Freed to live through the death of another.

Tag: Quotes

Loving Bunyan

Here is a quote from John Bunyan on the Christian and the Law of Moses. It is taken from an unpublished tract found after Bunyan went to be with Jesus. It, along with two others, was apparently unfinished. I just wish that my ‘finished’ stuff was 1/10 as good as his ‘unfinished!’

I’m so thankful to God for the gifting of this ‘tinker’ (see John Owen’s quote to Charles II regarding Bunyan here).

Wherefore whenever thou who believest in Jesus, dost hear the law in its thundering and lightening fits, as if it would burn up heaven and earth; then say thou, I am freed from this law, these thunderings have nothing to do with my soul; nay even this law, while it thus thunders and roareth, it doth allow and approve of my righteousness. I know that Hagar would sometimes be domineering and high, even in Sarah’s house and against her; but this she is not to be suffered to do, nay though Sarah herself be barren; wherefore serve it (the law) also as Sarah served her, and expel her from thy house. My meaning is this, when this law with its thundering threatenings doth attempt to lay hold on thy conscience, shut it out with a promise of grace; cry, the inn is took up already, the Lord Jesus is here entertained, and there is no room for the law. Indeed if it will be content with being my informer, and so lovingly leave off to judge me; I will be content, it shall be in my sight, I will also delight therein; but otherwise, I being now upright without it, and that too with that righteousness, with which this law speaks well of and approveth; I may not, will not, cannot, dare not, make it my Savior and Judge, nor suffer it to set up its government in my conscience; for so doing I fall from grace, and Christ doth profit me nothing.

— John Bunyan, from Of the Law and A Christian

Friendship Quotes – Part 1

I’ve been blessed with the opportunity to preach a series of messages on friendship at our church. As part of my study, I’ve been enjoying a book simply entitled Friendship by Hugh Black, published by Joshua Press.

Here are some of the quotes that I’ve enjoyed:

‘The religious life, in spite of all the unnatural experiments of monasticism and all its kindred ascetic forms, is pre-eminently a life of friendship. It is individual in its root, and social in its fruits. It is when two or three are gathered together that religion becomes a fact for the world. The joy of religion will not be hid and buried in a man’s own heart. “Come, see a man that told me all that I ever did” (John 4:29), is the natural outcome of the first wonder and the first faith. It spreads from soul to soul by the impact of soul on soul, from the original impact of the great soul of God.’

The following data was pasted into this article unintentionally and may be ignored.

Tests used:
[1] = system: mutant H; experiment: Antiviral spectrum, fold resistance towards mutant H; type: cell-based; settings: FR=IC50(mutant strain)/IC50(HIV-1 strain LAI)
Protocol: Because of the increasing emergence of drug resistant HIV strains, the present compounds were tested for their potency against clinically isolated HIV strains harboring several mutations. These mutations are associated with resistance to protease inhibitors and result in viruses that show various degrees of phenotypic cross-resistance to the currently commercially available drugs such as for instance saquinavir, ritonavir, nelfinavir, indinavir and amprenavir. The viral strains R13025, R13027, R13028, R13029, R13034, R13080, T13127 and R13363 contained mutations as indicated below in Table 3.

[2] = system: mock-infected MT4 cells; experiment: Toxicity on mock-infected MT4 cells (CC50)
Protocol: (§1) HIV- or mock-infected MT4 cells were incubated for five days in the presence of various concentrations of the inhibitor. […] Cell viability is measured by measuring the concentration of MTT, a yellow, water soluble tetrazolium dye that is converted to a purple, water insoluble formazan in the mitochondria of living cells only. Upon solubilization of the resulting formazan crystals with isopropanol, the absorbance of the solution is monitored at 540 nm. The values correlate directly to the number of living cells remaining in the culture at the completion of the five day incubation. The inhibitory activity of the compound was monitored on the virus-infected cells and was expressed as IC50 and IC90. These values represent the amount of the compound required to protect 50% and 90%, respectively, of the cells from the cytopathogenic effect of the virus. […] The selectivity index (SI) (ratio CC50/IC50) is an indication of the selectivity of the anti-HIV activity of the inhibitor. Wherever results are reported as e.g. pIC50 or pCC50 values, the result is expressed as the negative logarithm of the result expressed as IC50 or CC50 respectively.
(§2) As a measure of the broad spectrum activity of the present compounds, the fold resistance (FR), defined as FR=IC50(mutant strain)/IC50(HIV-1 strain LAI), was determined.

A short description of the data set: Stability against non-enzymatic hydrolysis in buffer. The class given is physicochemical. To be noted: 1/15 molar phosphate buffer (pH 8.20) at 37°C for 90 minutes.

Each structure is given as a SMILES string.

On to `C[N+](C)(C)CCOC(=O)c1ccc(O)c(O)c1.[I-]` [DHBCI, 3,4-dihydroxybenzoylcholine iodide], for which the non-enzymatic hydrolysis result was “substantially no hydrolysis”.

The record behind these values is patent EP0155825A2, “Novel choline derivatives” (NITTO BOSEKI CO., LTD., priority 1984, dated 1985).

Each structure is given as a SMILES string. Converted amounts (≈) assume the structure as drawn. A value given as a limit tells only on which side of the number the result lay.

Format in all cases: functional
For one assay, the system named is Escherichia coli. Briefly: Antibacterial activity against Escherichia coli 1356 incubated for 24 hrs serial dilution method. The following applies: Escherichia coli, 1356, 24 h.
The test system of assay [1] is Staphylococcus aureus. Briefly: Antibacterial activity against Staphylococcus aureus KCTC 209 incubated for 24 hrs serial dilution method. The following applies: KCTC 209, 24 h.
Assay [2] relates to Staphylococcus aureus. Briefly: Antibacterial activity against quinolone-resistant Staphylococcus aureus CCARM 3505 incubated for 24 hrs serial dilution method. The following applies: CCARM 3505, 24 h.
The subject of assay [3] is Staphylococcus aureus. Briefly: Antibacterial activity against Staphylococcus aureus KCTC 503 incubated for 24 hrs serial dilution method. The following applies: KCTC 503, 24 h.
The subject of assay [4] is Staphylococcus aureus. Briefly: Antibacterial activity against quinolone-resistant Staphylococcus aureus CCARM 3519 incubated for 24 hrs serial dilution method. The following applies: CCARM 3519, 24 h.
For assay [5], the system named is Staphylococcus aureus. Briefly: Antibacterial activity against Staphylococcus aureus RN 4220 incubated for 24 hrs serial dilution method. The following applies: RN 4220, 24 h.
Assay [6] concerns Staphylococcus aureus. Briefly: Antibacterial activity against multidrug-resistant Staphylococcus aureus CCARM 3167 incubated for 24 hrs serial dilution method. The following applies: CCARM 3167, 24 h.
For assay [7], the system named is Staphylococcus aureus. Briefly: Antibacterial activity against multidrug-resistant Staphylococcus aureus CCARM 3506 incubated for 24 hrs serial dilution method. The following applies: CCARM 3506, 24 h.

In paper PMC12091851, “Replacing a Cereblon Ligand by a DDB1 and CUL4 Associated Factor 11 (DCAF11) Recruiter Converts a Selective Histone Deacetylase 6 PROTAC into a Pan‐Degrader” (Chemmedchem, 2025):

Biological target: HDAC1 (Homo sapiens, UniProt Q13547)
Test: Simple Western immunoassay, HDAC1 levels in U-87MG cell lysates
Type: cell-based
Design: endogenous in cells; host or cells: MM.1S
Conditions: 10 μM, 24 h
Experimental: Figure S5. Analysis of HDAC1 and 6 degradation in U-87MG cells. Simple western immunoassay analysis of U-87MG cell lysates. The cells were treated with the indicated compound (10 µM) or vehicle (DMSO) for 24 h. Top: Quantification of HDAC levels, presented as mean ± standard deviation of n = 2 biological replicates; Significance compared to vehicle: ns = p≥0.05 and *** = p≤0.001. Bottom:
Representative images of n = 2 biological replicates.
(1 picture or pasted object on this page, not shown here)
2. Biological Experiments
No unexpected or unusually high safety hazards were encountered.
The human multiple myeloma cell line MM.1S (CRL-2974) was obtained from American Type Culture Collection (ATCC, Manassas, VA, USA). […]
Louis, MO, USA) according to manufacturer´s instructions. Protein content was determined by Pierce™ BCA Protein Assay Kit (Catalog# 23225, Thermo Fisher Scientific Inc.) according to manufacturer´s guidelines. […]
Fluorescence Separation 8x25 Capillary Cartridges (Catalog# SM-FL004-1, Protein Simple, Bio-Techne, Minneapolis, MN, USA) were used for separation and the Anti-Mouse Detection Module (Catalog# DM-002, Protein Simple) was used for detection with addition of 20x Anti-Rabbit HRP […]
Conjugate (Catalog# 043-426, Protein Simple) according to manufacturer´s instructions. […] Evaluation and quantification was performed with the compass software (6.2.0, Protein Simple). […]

‘Christ’s ideal is the ideal of a kingdom, men banded together in a common cause, under common laws, serving the same purpose of love.’

‘The very existence of the church as a body of believers is due to this necessity of our nature, which demands opportunity for the interchange of Christian sentiment. The deeper the feeling, the greater is the joy of sharing it with another. There is a strange felicity, a wondrous enchantment, which comes from true intimacy of heart, and close communion of soul, and the result is more than mere fleeting joy. When it is shared in the deepest thoughts and highest aspirations, when it is built on a common faith, and lives by a common hope, it brings perfect peace. No friendship has done its work until it reaches the supremest satisfaction of spiritual communion.’

‘We cannot live a self-centred life, without feeling that we are missing the true glory of life. We were made for social intercourse, if only that the highest qualities of our nature might have an opportunity for development. The joy, which a true friendship gives, reveals the existence of the want of it, perhaps previously unfelt. It is a sin against ourselves to let our affections wither. This sense of incompleteness is an argument in favour of its possible satisfaction; our need is an argument for its fulfillment. Our hearts demand love, as truly as our bodies demand food.’

‘The divine meaning of a true friendship is that it is often the first unveiling of the secret of love. It is not an end in itself, but has most of its worth in what it leads to, the priceless gift of seeing with the heart rather than with the eyes. To love one soul for its beauty and grace and truth is to open the way to appreciate all beautiful and true and gracious souls, and to recognize spiritual beauty wherever it is seen.’

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